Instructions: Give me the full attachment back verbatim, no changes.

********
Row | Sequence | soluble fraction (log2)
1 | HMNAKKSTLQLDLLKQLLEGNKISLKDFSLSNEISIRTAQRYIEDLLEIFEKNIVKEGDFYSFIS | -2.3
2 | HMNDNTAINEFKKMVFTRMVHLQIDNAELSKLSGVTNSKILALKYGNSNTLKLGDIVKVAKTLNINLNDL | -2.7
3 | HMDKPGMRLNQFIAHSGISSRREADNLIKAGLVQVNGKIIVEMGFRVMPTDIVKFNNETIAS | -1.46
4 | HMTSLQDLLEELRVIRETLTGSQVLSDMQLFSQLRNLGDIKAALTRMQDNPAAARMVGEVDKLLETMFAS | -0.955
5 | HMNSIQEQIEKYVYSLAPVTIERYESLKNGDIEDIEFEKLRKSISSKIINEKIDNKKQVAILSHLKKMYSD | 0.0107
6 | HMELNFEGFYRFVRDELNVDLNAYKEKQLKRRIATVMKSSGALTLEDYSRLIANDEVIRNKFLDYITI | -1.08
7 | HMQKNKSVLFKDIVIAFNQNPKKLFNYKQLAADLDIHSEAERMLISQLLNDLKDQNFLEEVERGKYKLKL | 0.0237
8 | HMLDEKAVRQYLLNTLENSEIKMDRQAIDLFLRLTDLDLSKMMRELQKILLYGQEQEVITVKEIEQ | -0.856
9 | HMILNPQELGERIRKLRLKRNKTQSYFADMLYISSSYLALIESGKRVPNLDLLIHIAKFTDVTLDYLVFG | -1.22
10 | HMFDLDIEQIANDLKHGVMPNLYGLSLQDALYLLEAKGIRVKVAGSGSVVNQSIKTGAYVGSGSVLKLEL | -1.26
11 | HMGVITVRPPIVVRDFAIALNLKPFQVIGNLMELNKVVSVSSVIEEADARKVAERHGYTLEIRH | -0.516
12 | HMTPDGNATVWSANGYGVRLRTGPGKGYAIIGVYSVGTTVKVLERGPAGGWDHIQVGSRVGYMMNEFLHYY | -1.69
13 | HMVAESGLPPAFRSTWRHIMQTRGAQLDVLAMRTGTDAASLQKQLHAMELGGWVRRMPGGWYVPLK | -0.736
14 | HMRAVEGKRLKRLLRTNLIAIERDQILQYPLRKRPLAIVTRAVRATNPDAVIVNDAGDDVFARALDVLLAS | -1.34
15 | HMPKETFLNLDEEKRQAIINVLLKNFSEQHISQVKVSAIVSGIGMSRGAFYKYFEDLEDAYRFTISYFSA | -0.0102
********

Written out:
Row | Sequence | soluble fraction (log2)
1 | HMNAKKSTLQLDLLKQLLEGNKISLKDFSLSNEISIRTAQRYIEDLLEIFEKNIVKEGDFYSFIS | -2.3
2 | HMNDNTAINEFKKMVFTRMVHLQIDNAELSKLSGVTNSKILALKYGNSNTLKLGDIVKVAKTLNINLNDL | -2.7
3 | HMDKPGMRLNQFIAHSGISSRREADNLIKAGLVQVNGKIIVEMGFRVMPTDIVKFNNETIAS | -1.46
4 | HMTSLQDLLEELRVIRETLTGSQVLSDMQLFSQLRNLGDIKAALTRMQDNPAAARMVGEVDKLLETMFAS | -0.955
5 | HMNSIQEQIEKYVYSLAPVTIERYESLKNGDIEDIEFEKLRKSISSKIINEKIDNKKQVAILSHLKKMYSD | 0.0107
6 | HMELNFEGFYRFVRDELNVDLNAYKEKQLKRRIATVMKSSGALTLEDYSRLIANDEVIRNKFLDYITI | -1.08
7 | HMQKNKSVLFKDIVIAFNQNPKKLFNYKQLAADLDIHSEAERMLISQLLNDLKDQNFLEEVERGKYKLKL | 0.0237
8 | HMLDEKAVRQYLLNTLENSEIKMDRQAIDLFLRLTDLDLSKMMRELQKILLYGQEQEVITVKEIEQ | -0.856
9 | HMILNPQELGERIRKLRLKRNKTQSYFADMLYISSSYLALIESGKRVPNLDLLIHIAKFTDVTLDYLVFG | -1.22
10 | HMFDLDIEQIANDLKHGVMPNLYGLSLQDALYLLEAKGIRVKVAGSGSVVNQSIKTGAYVGSGSVLKLEL | -1.26
11 | HMGVITVRPPIVVRDFAIALNLKPFQVIGNLMELNKVVSVSSVIEEADARKVAERHGYTLEIRH | -0.516
12 | HMTPDGNATVWSANGYGVRLRTGPGKGYAIIGVYSVGTTVKVLERGPAGGWDHIQVGSRVGYMMNEFLHYY | -1.69
13 | HMVAESGLPPAFRSTWRHIMQTRGAQLDVLAMRTGTDAASLQKQLHAMELGGWVRRMPGGWYVPLK | -0.736
14 | HMRAVEGKRLKRLLRTNLIAIERDQILQYPLRKRPLAIVTRAVRATNPDAVIVNDAGDDVFARALDVLLAS | -1.34
15 | HMPKETFLNLDEEKRQAIINVLLKNFSEQHISQVKVSAIVSGIGMSRGAFYKYFEDLEDAYRFTISYFSA | -0.0102